Wednesday, November 30, 2022

Prepper's Armory: Iron Sight Types

The earliest firearms were simply pointed rather than aimed, but as technology matured and new concepts were developed, sights started to appear. At first they were similar to what we would think of as shotgun sights today: more of a guide to make sure the shot went in the right general direction than an actual sight for accurate shooting. As rifled arms became more common, however, better sights were needed.

Some of the earlier styles of iron sights are still with us. For example, the Patridge sight (no, not partridge like the bird) was named after 19th century target shooter and inventor E. E. Patridge and consists of a square post front sight and a rectangular notch rear sight (figure B in the illustration below). Nearly every iron sighted pistol, and many rifles, still use this design.

There are also more recent additions to the handgun iron sight family, such as the Steyr Trapezoidal sight  (figure G in the illustration below). Similar to the Patridge system with a front post and rear notch, the difference here is the shape of those two elements. The front sight is pyramidal, while the rear sight has a similarly-shaped cutout.

A selection of open sights, and one aperture sight suitable for use with long eye relief:
A) U-notch and post, B) Patridge, C) V-notch and post, D) Express, E) U-notch and bead,
F) V-notch and bead, G) trapezoid, H) ghost ring. The gray dot represents the target.

The Buckhorn and Semi-Buckhorn are named for the curved elements on the rear sight that extend up and around, containing the view of the front sight. The arms of the Buckhorn come close to meeting at the top, while the semi-Buckhorn is more open. While the former version of this sight has fallen from common use, the latter style is still frequently found on modern production lever action rifles.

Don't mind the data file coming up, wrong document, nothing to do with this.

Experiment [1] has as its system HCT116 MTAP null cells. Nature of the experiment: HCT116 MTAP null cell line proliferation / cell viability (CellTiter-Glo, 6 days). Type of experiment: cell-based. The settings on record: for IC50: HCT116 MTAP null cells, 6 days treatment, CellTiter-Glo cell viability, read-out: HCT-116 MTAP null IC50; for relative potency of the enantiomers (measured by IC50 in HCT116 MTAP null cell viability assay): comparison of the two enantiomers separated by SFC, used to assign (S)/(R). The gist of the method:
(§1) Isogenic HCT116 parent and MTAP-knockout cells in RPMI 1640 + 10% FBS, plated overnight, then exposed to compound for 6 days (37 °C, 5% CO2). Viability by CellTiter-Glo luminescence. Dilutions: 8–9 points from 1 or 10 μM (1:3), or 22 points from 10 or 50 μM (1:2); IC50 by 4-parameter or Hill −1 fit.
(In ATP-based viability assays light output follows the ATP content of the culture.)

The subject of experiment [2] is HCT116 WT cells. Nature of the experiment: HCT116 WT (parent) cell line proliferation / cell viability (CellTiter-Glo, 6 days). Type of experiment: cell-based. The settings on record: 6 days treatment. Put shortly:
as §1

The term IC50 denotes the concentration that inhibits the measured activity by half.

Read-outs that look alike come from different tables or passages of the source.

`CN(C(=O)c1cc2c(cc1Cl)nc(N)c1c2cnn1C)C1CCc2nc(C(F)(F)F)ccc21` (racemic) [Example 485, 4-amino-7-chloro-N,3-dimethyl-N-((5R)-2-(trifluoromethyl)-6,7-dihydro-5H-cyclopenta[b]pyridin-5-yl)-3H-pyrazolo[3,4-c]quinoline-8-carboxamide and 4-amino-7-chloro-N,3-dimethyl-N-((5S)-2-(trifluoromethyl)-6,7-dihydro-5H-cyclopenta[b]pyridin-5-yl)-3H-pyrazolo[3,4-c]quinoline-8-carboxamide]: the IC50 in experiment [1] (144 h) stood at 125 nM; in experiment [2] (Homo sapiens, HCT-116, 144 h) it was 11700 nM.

For anyone who's ever attended a Cowboy Action match with a long range component, they've probably seen shooters using a tang-mounted aperture sight, sometimes called a Vernier sight. By positioning the rear sight on the wrist of the stock, it gives a much longer sight radius than the usual rear sight location near the chamber of the barrel, and can be removed or folded down when not in use.
It is a precision mechanism, and was one of the earliest finely-adjustable precision rifle sights available.

This sighting system is complemented with the addition of one of a variety of front sights, usually inside a protective tube or hood and frequently combined with a spirit level for consistent levelling of the rifle. This sight is mounted at the traditional location, the muzzle end of the barrel.

Receiver sights were, as the name implies, mounted to the side and top of the rifle's receiver. These sights, also commonly called peep sights, allowed hunters to make accurate "snap shots" relatively quickly, even in low light conditions. As with the tang sights, many receiver sights were also capable of precise adjustments. This style of sight is the conceptual predecessor of our modern Ghost Ring sight.

There have been more sight designs over the years in addition to these. Some withstood the test of time, while others did not.

In my next post I will explain how to look through the sights and put them on the target, aka sight alignment and picture. 

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